Skip to comments.New Playgrounds Are Safe—and That's Why Nobody Uses Them (More Nanny State Unintended Consequences)
Posted on 02/02/2012 7:15:24 PM PST by DogByte6RER
New Playgrounds Are Safeand That's Why Nobody Uses Them
The problem with safety guidelines is that they make most playgrounds so uninteresting as to contribute to reduced physical activity.
Playgrounds don't look like they used to. Steep metal slides and wooden towers have given way to slow, plastic slides and carefully penned-in climbing contraptions. And forget about seesaws -- they're a thing of the past.
When kids are bored by unimaginative (read: safe) playground equipment, they're less active as a result, and with childhood obesity at epidemic proportions, that's a danger, too.
An interesting new investigation looks into this phenomenon. Researchers visited 34 daycare locations in suburbs and cities, including Head Starts, Montessori schools, YMCAs, and facilities at universities, corporations, and churches. Workers and parents were questioned about what they thought the main barriers to children's activity were. Injury concerns, financial constraints, and a wish to put academics first were among the chief reasons cited by parents and daycare employees for not encouraging more active play.
According to the study, the new, safer equipment often became boring because children mastered it so quickly. To make it more challenging, kids tended to improvise, walking up the slide the wrong way, or using supports as a climbing apparatus. Sometimes younger children were drawn to the older kids' equipment, presumably because it presented a more interesting set of challenges.
Lead author Kristen Copeland, a researcher at Cincinnati Children's Hospital Medical Center, commented that some participants said that overly strict safety standards made much of the climbing equipment uninteresting, thus reducing children's physical activity.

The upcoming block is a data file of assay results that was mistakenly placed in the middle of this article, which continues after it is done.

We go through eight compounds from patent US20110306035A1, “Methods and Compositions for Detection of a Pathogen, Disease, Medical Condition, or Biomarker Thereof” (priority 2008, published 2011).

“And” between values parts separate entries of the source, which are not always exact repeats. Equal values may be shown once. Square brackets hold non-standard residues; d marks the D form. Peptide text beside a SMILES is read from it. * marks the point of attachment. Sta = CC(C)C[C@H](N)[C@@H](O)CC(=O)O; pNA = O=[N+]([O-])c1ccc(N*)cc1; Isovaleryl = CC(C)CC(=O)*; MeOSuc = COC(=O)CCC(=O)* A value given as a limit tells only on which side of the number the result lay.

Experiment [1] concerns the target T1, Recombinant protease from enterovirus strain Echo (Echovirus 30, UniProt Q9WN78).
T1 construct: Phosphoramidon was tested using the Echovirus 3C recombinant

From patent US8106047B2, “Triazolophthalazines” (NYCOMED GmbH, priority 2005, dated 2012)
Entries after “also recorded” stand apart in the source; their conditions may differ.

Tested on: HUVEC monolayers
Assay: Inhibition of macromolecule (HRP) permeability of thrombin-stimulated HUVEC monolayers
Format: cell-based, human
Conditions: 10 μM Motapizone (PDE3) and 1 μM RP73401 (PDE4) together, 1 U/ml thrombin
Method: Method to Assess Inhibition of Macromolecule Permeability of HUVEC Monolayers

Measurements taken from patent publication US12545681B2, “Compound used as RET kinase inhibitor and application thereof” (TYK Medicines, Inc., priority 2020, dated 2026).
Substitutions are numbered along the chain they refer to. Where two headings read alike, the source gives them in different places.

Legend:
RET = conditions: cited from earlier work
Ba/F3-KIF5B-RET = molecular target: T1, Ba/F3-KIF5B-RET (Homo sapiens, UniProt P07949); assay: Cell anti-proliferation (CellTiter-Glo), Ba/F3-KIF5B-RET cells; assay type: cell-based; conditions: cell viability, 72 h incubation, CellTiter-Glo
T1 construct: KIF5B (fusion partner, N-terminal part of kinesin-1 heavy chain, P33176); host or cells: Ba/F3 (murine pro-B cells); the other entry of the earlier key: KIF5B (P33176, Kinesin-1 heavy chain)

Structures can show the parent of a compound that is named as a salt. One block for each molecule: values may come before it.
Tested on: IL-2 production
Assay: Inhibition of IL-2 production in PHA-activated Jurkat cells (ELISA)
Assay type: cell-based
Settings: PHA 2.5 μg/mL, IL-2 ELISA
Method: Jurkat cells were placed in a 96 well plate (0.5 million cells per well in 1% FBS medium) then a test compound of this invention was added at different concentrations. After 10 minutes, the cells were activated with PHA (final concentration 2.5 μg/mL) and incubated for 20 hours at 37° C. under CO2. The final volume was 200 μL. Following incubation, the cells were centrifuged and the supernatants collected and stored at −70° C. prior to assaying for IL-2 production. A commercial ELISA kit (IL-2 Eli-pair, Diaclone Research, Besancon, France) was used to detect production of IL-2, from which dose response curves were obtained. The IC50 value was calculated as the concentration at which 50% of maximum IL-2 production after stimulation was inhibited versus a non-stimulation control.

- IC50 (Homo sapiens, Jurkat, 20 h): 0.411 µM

(Excerpt) Read more at theatlantic.com ...
ROTFL! I never thought about it that way before but you nailed it!
Societal Values and Policies May Curtail Preschool Childrens Physical Activity in Child Care Centers
How sad. Not a single slide that is suitable for use as a downhill ramp for launching a shopping carriage packed with four kids.
My kids were asked to bring helmets to a school rollerskating event at a local roller rink. We don’t even own helmets for biking - I was certainly not going to go out and buy some for rollerskating. What in the world??
I have learning scars from my youth and from what I’m seeing in the world around me, more kids need learning scars.
I used to love going to playgrounds back when I was a small kid during the 80s. That was back when playgrounds were still ‘how they used to be’. It seems something happened during the 90s. I could say that about a lot of things actually.
We were often told while going outside to play after lunch to “be home by supper”, without having any supervision or a tracking device strapped to our wrists. I feel like mine was the last generation that was still allowed to be a real ‘kid’ growing up, without all of the nanny state/PC bullshit. We try to give our kids as much of a free enjoyable childhood as we had, but the world is just too damn crazy and dangerous now, even in ‘good’ neighborhoods.